The importance of role-modeling body acceptance during puberty cannot be overstated. Your youngster will compare his or her physique to that of their peers and may get concerned about their own growth. Showing empathy and explaining that bodies exist in different shapes and sizes is the finest thing you can do. Your child will benefit from you modeling a healthy lifestyle.
Accept your child’s desire for seclusion and the possibility that he or she is discovering their body through masturbation. Before approaching their room, always knock.
If your child is experiencing puberty early or late, be patient and provide lots of comfort and support. They could be ashamed, but reassure them that everyone grows at their own rate.
It’s also a good idea to keep the following pointers in mind:
- Praise your adolescent for their efforts, accomplishments, and good behavior.
- Put yourself in your child’s place and attempt to view their behavior for what it is: a youngster trying to find his or her own identity.
- During your child’s furious outbursts, try to remain cool. Wait until your youngster has calmed down before addressing the issue.
- Maintain an interest and involvement in your child’s activities, and be accessible if he or she needs to chat.
- Talk to your partner or other parents of adolescent children. Sharing worries and experiences might help to lighten the weight.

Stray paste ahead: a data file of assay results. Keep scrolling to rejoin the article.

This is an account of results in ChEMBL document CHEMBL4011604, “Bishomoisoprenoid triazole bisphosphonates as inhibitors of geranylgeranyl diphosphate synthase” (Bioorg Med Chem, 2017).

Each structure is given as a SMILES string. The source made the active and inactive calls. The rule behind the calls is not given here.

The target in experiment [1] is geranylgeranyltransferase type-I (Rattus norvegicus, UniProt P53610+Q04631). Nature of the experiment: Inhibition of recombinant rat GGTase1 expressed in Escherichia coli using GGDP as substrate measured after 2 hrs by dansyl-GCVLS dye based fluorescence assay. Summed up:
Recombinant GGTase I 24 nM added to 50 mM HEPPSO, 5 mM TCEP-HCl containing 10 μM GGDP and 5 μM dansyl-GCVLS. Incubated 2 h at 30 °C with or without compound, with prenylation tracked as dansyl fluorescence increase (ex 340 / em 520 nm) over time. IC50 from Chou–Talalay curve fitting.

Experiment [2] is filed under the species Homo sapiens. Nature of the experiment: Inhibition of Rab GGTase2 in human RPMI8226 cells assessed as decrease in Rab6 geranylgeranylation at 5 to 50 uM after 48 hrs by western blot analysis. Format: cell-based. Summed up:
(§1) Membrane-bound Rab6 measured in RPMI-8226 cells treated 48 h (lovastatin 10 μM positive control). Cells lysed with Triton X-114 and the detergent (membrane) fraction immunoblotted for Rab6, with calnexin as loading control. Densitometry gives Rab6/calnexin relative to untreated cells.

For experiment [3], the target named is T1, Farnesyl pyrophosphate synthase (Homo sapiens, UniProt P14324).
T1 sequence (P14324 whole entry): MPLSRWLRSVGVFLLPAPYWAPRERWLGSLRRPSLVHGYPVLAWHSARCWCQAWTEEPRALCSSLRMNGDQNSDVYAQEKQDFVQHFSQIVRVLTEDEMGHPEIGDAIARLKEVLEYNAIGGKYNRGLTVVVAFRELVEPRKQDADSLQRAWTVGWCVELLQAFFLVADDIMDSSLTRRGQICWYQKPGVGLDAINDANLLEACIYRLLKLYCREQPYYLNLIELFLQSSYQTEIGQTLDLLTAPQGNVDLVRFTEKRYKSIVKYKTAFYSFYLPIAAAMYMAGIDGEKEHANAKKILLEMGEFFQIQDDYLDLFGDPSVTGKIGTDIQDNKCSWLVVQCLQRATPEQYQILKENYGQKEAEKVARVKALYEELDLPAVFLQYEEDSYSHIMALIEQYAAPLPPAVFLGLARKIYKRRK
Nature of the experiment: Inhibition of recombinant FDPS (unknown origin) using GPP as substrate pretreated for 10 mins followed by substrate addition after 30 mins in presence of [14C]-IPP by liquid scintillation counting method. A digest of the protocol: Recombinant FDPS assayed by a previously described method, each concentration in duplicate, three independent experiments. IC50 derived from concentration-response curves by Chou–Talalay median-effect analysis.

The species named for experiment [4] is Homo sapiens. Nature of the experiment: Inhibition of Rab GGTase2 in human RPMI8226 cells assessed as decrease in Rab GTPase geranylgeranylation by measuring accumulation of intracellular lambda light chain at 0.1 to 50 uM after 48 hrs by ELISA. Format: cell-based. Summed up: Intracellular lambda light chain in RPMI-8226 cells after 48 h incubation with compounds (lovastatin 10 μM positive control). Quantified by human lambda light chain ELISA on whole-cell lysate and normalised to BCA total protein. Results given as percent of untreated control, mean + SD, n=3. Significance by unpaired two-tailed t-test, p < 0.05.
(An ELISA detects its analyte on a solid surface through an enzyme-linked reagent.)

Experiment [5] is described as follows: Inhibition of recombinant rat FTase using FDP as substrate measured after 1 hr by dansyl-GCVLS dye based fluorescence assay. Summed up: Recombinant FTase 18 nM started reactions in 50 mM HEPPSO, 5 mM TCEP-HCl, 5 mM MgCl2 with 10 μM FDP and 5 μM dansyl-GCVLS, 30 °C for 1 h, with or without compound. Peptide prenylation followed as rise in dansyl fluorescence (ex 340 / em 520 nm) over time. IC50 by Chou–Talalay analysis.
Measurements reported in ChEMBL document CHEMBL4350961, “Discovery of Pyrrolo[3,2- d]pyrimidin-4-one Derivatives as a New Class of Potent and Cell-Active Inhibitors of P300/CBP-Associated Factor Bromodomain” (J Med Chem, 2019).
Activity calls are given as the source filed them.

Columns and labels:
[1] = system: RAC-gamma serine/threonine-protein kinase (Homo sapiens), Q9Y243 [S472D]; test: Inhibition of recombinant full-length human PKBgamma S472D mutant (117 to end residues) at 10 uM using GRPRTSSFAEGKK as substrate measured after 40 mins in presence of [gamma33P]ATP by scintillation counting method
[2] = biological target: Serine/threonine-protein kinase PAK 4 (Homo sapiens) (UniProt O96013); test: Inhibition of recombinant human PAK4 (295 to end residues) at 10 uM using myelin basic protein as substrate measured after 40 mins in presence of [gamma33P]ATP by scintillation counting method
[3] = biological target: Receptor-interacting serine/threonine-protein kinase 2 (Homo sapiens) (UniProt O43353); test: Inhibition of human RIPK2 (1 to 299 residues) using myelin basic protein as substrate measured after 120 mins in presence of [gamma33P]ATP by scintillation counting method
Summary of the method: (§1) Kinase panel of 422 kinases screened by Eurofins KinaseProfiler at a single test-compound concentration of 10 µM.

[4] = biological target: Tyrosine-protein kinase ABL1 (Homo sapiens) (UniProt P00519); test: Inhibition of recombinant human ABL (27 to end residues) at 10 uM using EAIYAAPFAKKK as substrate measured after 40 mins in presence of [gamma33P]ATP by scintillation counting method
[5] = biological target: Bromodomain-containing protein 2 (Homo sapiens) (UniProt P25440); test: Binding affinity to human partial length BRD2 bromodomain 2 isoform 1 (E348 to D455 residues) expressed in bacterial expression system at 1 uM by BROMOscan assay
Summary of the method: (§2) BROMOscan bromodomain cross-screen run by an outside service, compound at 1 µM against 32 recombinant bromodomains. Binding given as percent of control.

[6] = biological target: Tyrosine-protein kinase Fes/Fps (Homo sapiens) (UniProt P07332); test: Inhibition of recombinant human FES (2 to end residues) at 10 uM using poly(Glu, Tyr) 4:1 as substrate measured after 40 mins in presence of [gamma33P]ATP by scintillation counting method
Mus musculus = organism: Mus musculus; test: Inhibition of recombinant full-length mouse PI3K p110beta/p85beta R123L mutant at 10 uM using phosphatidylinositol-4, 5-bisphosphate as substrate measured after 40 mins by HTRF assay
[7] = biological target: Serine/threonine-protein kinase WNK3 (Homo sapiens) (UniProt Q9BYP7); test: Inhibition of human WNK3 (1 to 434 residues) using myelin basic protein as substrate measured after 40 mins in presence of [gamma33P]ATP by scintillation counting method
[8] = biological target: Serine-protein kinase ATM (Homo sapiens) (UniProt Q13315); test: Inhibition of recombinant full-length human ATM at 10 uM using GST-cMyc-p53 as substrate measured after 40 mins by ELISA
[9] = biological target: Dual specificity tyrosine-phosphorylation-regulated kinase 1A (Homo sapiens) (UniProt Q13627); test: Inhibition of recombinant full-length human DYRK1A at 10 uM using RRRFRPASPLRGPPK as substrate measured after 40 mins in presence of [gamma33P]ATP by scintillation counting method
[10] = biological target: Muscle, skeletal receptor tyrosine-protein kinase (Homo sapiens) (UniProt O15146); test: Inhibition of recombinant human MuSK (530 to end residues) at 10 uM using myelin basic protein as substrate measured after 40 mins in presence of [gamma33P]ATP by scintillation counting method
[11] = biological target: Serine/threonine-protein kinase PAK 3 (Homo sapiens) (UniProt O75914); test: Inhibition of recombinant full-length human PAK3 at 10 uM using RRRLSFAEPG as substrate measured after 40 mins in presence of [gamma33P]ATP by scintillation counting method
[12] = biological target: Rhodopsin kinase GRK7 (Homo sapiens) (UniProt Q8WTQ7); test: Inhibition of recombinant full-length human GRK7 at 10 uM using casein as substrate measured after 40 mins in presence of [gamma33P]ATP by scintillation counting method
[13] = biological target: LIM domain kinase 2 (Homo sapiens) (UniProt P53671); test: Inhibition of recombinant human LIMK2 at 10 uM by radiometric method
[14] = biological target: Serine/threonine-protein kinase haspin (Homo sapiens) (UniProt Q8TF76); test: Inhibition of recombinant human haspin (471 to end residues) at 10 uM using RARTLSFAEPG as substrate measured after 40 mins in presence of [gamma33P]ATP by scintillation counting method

- Try to encourage your child’s self-expression, even if part of it strikes you as strange, such as an excessive haircut or unusual dress choices.
- Tolerate extended amounts of time spent on personal care, such as hours in the toilet, but discuss realistic family time boundaries with your child.
- Discuss any permanent modifications your kid wants to make to their body, such as tattoos and piercings, as well as temporary options like henna (removable) tattoos.
- Talk to your child about their feelings regarding acne if they have it. Inquire if they’d want to visit a doctor if it’s troubling them. Your doctor may recommend your adolescent to a dermatologist or skin expert.
How to look after yourself at this time?
It’s critical that you take care of yourself during this potentially difficult period in your child’s growth. Trust your parenting abilities, and seek advice from others or educate yourself on the issue so you can confidently guide your child through it.
Below are some suggestions about how to take care of yourself:
- Make a weekly family schedule so you know what everyone is doing and where they should be. Include some enjoyable family routines, such as playing cards on Saturday nights or going for a weekly walk or bike ride. Remember to set aside some time for yourself.
- Maintain a healthy connection with your partner. Remember, they’re dealing with many of the same issues you are. A regular date night in your family’s calendar may be quite beneficial.
- Make use of your social support systems, such as grandparents, other family members, and friends. What youngster (or adolescent) doesn’t love being pampered by an adoring grandparent? You may also carpool or delegate supervision to pals.
- Solicit assistance from the children with home tasks. Your kid will develop new skills and responsibilities, which will ease the burden on you as parents and caregivers.
- Maintain a good attitude and maintain a sense of perspective.